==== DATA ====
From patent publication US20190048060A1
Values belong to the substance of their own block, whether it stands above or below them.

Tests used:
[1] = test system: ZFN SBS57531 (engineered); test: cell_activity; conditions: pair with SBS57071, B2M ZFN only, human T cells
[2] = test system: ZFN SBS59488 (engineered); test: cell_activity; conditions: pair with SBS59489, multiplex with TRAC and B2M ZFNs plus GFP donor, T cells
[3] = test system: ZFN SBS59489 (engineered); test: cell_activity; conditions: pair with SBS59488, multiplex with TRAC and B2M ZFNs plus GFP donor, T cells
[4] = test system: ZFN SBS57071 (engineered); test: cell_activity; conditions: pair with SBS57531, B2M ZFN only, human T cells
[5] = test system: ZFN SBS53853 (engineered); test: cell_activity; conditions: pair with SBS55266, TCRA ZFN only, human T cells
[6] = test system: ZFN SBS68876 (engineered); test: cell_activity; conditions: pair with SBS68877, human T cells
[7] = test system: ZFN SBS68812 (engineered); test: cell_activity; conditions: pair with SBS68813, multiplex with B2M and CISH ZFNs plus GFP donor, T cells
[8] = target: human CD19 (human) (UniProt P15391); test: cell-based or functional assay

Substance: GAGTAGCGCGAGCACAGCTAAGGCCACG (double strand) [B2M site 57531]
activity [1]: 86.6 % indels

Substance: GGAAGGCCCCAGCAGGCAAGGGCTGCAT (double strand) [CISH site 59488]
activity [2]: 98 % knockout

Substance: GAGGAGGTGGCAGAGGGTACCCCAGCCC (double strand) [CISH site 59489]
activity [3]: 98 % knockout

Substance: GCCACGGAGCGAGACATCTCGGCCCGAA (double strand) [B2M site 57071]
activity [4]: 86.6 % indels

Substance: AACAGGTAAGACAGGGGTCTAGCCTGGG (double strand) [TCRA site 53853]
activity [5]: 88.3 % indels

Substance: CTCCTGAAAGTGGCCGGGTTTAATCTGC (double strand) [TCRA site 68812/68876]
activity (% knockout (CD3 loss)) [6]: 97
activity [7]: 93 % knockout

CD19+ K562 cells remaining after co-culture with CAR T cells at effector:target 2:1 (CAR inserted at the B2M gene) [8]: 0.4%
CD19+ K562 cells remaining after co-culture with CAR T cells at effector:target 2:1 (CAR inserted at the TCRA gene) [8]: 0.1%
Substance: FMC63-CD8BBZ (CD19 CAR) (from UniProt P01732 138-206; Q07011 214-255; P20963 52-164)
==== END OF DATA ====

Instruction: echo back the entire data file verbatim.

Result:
From patent publication US20190048060A1
Values belong to the substance of their own block, whether it stands above or below them.

Tests used:
[1] = test system: ZFN SBS57531 (engineered); test: cell_activity; conditions: pair with SBS57071, B2M ZFN only, human T cells
[2] = test system: ZFN SBS59488 (engineered); test: cell_activity; conditions: pair with SBS59489, multiplex with TRAC and B2M ZFNs plus GFP donor, T cells
[3] = test system: ZFN SBS59489 (engineered); test: cell_activity; conditions: pair with SBS59488, multiplex with TRAC and B2M ZFNs plus GFP donor, T cells
[4] = test system: ZFN SBS57071 (engineered); test: cell_activity; conditions: pair with SBS57531, B2M ZFN only, human T cells
[5] = test system: ZFN SBS53853 (engineered); test: cell_activity; conditions: pair with SBS55266, TCRA ZFN only, human T cells
[6] = test system: ZFN SBS68876 (engineered); test: cell_activity; conditions: pair with SBS68877, human T cells
[7] = test system: ZFN SBS68812 (engineered); test: cell_activity; conditions: pair with SBS68813, multiplex with B2M and CISH ZFNs plus GFP donor, T cells
[8] = target: human CD19 (human) (UniProt P15391); test: cell-based or functional assay

Substance: GAGTAGCGCGAGCACAGCTAAGGCCACG (double strand) [B2M site 57531]
activity [1]: 86.6 % indels

Substance: GGAAGGCCCCAGCAGGCAAGGGCTGCAT (double strand) [CISH site 59488]
activity [2]: 98 % knockout

Substance: GAGGAGGTGGCAGAGGGTACCCCAGCCC (double strand) [CISH site 59489]
activity [3]: 98 % knockout

Substance: GCCACGGAGCGAGACATCTCGGCCCGAA (double strand) [B2M site 57071]
activity [4]: 86.6 % indels

Substance: AACAGGTAAGACAGGGGTCTAGCCTGGG (double strand) [TCRA site 53853]
activity [5]: 88.3 % indels

Substance: CTCCTGAAAGTGGCCGGGTTTAATCTGC (double strand) [TCRA site 68812/68876]
activity (% knockout (CD3 loss)) [6]: 97
activity [7]: 93 % knockout

CD19+ K562 cells remaining after co-culture with CAR T cells at effector:target 2:1 (CAR inserted at the B2M gene) [8]: 0.4%
CD19+ K562 cells remaining after co-culture with CAR T cells at effector:target 2:1 (CAR inserted at the TCRA gene) [8]: 0.1%
Substance: FMC63-CD8BBZ (CD19 CAR) (from UniProt P01732 138-206; Q07011 214-255; P20963 52-164)